Widow demands police support for daughter hit by stray bullet
A widow, Patience Ajibo, on Thursday, appeared before the judicial panel of inquiry set up by the National Human Rights Commission (NHRC) to probe activities of the defunct Special Anti-Robbery Squad (SARS) and asked the police to provide financial support for her 13-year-old daughter hit by a stray bullet in 2019.
Ajibo told the Justice Suleiman Galadima -led panel that her daughter was hit by stray bulleton November 27, 2019, at Wuse 2 in Abuja on her way back from school.
She said a doctor at the Wuse General Hospital where the girl was rushed to for treatment informed her about the incident.
The petitioner said: “I wasn’t there when the thing happened. One of the doctors at the Wuse General Hospital called me up to break the news to me.
“When I went to the hospital, they had already performed an operation to remove the bullet on her.
“I met my daughter lying down in the hospital. I saw her with a bandage on her back and she was bleeding.
“A policeman I met informed me that it was a police bullet that hit my daughter during an operation.”
Ajibo said she took her daughter to the National Hospital in Abuja for further treatment in the company of her brother, Ofoma Ajibo, and a friend.
“When we got to the National Hospital, she was given an injection and the bleeding stopped. I paid for her treatment the following day,’’ she added.
She revealed that the girl was discharged the following day on her request, saying they were going from home for further treatment after the discharge.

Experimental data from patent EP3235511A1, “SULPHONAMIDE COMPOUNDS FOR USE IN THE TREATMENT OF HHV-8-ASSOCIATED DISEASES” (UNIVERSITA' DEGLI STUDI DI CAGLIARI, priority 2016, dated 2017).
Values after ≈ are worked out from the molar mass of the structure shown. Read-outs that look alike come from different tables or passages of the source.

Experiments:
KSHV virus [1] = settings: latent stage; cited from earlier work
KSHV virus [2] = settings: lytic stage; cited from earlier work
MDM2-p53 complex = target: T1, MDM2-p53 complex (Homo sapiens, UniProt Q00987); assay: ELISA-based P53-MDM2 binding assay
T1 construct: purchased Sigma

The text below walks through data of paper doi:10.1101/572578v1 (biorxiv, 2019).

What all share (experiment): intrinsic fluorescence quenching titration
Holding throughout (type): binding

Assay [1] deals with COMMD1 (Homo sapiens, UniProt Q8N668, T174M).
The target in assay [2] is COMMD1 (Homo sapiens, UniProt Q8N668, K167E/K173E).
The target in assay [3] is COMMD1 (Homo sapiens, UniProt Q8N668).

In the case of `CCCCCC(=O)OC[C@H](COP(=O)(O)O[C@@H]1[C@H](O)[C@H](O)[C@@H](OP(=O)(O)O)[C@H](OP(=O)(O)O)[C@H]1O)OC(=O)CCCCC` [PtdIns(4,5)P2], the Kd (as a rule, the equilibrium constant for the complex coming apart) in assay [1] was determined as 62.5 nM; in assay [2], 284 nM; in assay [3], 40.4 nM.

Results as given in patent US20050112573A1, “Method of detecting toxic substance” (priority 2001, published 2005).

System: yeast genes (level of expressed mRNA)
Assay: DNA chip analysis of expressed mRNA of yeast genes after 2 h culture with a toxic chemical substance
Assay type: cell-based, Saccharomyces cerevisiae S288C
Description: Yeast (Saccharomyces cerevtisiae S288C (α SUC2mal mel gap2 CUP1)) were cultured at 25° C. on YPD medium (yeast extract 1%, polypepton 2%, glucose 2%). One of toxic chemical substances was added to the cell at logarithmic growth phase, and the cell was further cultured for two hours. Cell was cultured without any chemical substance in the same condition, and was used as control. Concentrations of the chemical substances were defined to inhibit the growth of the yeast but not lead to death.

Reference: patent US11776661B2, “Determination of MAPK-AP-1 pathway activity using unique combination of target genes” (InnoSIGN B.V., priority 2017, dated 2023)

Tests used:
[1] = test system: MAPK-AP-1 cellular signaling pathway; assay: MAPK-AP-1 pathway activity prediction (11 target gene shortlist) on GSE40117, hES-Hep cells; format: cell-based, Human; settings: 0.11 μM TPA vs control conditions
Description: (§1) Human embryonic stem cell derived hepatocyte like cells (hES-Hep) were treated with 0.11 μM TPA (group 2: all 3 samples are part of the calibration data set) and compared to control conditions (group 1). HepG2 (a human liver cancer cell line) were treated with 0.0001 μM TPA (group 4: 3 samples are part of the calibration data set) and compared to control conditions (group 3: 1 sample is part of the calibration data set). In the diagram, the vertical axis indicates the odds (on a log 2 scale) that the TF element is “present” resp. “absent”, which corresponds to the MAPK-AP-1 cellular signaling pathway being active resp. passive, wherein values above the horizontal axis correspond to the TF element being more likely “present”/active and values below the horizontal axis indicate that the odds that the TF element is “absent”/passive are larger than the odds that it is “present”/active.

The petitioner said her daughter, who was 12-year-old at the time of the incident, was in Junior Secondary School (JSS) 2 and writing her terminal examination when the incident happened.
My daughter has stopped going to school because of chronic back pain.
“When she went back to school, I asked the principal to set examination papers she missed but he bluntly refused.
“Please, I want my daughter to go back to school to become an educated lady in the future and not a school dropout,” she told the panel.
The petitioner said she borrowed N170, 000 to offset her daughter’s hospital bill and that the Federal Capital Territory (FCT) police command supported her with N140,000.
The woman, however, said she was still paying for her daughter’s treatment.
“My daughter is always complaining of back pain.
“I want further diagnosis for her and this requires more money and I need help,” Ajibo concluded.
The counsel for the NHRC, Kwadudi Okoh, told the panel that the police informed the commission that upon the payment of the N140, 000 to the petitioner, they had closed the case.